SCIENCE

New Yorkers Dig Out From Second-Biggest Snowfall Since 1869

The 26.8 inches of snow that fell on New York City broke records

SCIENCE
A woman skied through the streets of Brooklyn on January 23. — REUTERS
Jan 24, 2016 at 12:21 PM ET

Winter Storm Jonas dumped 26.8 inches on Central Park in New York City over the weekend—just a tenth of an inch less than the biggest snowfall on record since 1869. The largest snowstorm hit the city almost exactly a decade ago.

On Sunday, New Yorkers started digging out from the storm that pummeled states up and down the East Coast. Jonas reached from New York to D.C. and Baltimore, and even brought flurries to northern parts of Florida, according to The Weather Channel. The storm killed at least 19 people, according to Reuters, and left a quarter of a million people without power, The Weather Channel said.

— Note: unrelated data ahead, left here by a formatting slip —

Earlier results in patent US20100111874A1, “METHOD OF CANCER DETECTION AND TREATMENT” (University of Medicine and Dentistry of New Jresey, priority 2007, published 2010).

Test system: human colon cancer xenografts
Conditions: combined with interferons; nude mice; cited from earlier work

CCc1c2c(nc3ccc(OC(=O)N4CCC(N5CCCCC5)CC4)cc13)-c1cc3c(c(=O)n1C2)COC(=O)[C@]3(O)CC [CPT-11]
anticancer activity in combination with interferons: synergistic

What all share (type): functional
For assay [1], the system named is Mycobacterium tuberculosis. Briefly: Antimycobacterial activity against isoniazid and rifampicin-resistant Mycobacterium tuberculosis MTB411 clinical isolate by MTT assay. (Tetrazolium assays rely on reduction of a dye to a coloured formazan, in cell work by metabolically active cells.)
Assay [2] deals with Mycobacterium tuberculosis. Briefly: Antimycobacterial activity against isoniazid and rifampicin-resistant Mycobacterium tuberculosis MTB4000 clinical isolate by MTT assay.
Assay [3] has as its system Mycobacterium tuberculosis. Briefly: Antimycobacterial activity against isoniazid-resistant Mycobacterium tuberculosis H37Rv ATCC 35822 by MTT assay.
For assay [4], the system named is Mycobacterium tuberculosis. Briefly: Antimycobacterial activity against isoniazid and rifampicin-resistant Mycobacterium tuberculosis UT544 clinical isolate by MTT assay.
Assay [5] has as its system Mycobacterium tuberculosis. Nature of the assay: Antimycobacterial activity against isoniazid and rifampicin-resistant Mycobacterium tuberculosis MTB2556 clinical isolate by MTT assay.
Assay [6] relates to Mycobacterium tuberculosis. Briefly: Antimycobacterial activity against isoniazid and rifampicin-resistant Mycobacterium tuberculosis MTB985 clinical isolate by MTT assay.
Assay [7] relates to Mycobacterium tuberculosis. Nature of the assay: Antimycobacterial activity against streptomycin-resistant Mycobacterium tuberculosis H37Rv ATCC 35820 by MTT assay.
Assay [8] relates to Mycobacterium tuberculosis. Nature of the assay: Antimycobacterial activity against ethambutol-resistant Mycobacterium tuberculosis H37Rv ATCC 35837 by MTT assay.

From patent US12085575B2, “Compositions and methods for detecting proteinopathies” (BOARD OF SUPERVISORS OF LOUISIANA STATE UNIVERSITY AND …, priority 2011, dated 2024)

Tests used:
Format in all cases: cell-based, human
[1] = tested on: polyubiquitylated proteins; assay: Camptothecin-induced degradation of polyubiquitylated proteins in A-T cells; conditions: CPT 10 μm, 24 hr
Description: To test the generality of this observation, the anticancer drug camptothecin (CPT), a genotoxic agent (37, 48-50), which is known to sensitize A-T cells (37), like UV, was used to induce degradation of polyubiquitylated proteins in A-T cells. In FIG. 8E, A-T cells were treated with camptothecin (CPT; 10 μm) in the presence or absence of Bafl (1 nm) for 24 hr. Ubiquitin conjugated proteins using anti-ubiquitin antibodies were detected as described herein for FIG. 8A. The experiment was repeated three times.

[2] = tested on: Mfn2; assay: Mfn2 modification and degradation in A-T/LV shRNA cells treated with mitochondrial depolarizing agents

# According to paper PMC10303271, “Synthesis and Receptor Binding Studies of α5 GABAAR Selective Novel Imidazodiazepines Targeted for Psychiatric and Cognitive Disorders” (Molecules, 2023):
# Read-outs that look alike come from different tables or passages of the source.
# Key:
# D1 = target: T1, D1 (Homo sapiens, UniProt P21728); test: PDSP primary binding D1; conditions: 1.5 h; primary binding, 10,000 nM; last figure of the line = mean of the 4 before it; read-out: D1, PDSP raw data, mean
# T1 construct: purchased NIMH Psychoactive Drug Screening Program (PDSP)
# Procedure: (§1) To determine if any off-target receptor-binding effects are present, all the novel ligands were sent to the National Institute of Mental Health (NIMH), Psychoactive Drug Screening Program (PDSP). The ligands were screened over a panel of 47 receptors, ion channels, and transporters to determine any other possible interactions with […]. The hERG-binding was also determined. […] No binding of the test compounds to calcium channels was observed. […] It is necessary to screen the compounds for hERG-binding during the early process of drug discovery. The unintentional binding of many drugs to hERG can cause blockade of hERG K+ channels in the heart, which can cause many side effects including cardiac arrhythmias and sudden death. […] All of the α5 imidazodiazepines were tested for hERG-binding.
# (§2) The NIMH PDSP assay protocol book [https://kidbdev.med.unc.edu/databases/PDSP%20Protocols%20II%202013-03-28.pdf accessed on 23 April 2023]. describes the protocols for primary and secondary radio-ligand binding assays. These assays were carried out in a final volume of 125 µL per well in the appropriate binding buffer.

More These Workers Are Braving The Snow While You’re Toasty At Home

Jonas didn’t drop snow alone. It also brought in powerful winds stronger than 30 miles per hour, as well as ice and flooding on New Jersey’s eastern coast.

The last time a snowstorm came close to dropping as much snow as Jonas did in Central Park over the weekend was nearly 70 years ago, in the big storm of 1947, when “the air grew filled with snowflakes so huge and thick it was almost impossible to see across the street,” LIFE Magazine wrote in 1948.

This weekend’s storm was so big it paved the way for January 2016 to break records. The month has now seen the third-highest snowfall of any January since 1869. Januaries in 2011 and 1925 saw a record-setting 36 inches and 27.4 inches, respectively, according to data from The Weather Channel.